Transition is difficult for everyone, but the pandemic has hit many of us like nothing ever has before, especially for our scholars. The changes to our lives happened rapidly and abruptly. And these types of life adjustments often come with a wide range of emotions, experiences, and behaviors. Some of us deal with transitions well, while for others, it can be downright scary and overwhelming!
For many of us, this has been a long series of “survival modes,” staying strong, gathering resources, and attempting to function normally when we feel the exact opposite. Some of us are used to our new routines and “new normal.” And for many, this whole pandemic has been an uphill task in combating social isolation. This has been a time of learning how to live (or re-live) with family, partners, or roommates, which is not always easy. We may have struggled to find a distraction-free space at home that is conducive to effective and productive work.
One thing is for sure; it is critical to be extra compassionate and patient with ourselves during all of this. We may be struggling with a new wide array of emotions, including anxiety, frustration, fatigue, sadness, anger, grief, or others. Some may be moving relatively smoothly through this adjustment process and are finding comfort returning to this new normal. In contrast, others may have grown accustomed to solitude and are overwhelmed with progressing back to normal.
Here are 5 tips for transitioning back to this new normal, post-Covid and the vaccines:
Proceed with caution.
Make sure to ease back into new activities; no matter how excited you are, you are navigating through a transition. Psychologically and physically, you may be more exhausted than usual by the types of situations you’ve gone without for many months. Do not rush into too many things at once; pace yourself, as you have become adept to a lack of structure and socialization. Work in some time to process and adjust to re-entering society, and be honest with yourself about when you are moving too quickly.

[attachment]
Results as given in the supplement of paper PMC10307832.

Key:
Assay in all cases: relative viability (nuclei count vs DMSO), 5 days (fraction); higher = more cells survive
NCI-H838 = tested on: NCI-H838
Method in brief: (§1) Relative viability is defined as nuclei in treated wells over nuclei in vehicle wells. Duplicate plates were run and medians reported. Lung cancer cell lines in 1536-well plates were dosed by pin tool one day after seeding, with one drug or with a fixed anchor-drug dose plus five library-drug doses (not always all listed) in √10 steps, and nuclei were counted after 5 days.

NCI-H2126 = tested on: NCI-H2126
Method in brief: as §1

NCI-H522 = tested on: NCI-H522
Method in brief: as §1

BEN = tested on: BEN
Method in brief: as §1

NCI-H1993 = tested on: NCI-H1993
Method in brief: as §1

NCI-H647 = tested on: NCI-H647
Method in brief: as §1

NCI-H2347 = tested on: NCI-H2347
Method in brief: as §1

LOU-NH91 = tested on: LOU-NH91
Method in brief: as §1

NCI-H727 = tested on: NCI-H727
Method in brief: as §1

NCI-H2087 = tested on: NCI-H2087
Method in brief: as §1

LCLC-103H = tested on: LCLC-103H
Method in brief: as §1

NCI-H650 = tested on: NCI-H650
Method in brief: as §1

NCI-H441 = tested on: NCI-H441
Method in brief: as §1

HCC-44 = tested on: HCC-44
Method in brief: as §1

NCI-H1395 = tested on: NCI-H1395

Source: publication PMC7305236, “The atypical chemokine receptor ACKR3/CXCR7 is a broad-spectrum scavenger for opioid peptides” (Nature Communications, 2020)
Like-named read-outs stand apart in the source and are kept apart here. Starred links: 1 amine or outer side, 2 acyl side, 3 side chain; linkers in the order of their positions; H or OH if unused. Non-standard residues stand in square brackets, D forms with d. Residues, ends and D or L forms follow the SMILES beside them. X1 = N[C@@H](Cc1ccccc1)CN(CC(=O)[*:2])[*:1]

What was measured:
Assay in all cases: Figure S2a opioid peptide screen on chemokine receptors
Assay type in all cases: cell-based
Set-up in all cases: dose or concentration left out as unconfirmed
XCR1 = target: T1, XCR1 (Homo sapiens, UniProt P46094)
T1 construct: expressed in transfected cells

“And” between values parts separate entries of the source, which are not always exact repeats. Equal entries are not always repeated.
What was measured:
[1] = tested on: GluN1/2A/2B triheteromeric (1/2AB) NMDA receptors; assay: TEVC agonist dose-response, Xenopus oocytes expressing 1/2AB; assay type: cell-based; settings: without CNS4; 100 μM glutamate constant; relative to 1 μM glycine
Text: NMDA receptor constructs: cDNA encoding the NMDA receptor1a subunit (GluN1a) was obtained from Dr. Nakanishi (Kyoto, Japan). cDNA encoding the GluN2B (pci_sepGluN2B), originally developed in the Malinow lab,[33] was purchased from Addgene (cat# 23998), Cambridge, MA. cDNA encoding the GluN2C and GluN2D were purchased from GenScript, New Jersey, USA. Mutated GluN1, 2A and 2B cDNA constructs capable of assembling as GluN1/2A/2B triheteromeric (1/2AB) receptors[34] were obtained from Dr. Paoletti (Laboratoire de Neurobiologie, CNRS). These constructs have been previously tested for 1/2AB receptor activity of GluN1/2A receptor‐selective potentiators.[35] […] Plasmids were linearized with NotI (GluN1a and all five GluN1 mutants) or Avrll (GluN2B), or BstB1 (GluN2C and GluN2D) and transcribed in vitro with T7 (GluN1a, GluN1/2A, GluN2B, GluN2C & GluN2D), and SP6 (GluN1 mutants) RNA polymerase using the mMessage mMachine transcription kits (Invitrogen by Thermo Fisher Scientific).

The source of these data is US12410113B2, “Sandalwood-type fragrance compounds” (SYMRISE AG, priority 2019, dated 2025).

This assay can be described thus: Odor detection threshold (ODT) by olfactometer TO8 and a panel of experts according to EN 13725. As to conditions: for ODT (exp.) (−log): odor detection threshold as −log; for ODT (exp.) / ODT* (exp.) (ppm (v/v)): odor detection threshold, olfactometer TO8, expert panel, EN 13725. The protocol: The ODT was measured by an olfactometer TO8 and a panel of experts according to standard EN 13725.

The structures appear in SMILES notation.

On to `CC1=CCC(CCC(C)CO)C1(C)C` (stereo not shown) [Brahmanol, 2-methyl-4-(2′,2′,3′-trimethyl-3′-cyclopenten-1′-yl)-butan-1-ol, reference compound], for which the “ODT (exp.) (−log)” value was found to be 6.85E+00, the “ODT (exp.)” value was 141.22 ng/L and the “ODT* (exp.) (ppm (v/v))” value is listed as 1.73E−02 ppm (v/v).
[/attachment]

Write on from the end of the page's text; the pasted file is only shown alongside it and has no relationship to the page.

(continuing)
Leave expectations behind.
Many people have expectations about what their life should look like after returning from isolation. Leave those behind. Maybe you are vaccinated but still, feel unready to go back into an office or a social setting. Maybe after talking about how much you missed your friends, you now are not feeling particularly excited to gather with them in person. Perhaps you couldn’t wait for a post-vaccine vacation, but now you are apprehensive about traveling. Do not put added pressure on yourself; be open to working through a wide array of emotions!
Set your personal boundaries.
As we transition back into this new normal after the pandemic, everyone will have a different version of what this will look like. Do not be afraid to say no to things that you are not yet comfortable with doing. Please do not compare yourself to others and where they are at in this post-pandemic stage. Remember that there is no right or wrong reaction when it comes to emotions. Listen and speak respectfully in negotiations with friends and family about what is reasonable for gatherings, celebrations, and trips. When things get heated, pause first before speaking and try to observe what’s going on within your body. Allow yourself time to counteract your agitation and calm yourself down before escalating things further.
Increase your self-care.
Remember that just because you cannot wait to get back out and socialize, engage in new activities, and attend events does not mean that your mind and body will automatically be able to keep up! Pay attention to your mental health; get enough sleep, downtime, healthy eating, etc. Any disruption to what you’ve grown accustomed to can take a toll on the body and mind, even if it’s a welcomed disruption. Prioritize similar self-care techniques that were important during the initial stress of lockdown.
Be gentle with yourself.
As much as you may be dreaming about all the exciting places you will visit and things you will do in a post-COVID world, remember the lines between before, during, or after are anything but clear-cut. The return to something that resembles normal life will likely take far, far longer than we ever realized. Transition is a gradual process, with different milestones, levels of risk, and timelines for various activities with different people. Most importantly, be patient with yourself, embrace the transition, and do not force yourself to feel a certain way before you are ready. Above all, remember that this situation is both uncertain and temporary!
My hope in writing this blog is that you realize that you are not alone in going through this adjustment process. Remember that your Compass Counselors are just a phone call or email away. I hope that during this chaos, you have learned something new about yourself and have been able to find moments of peace.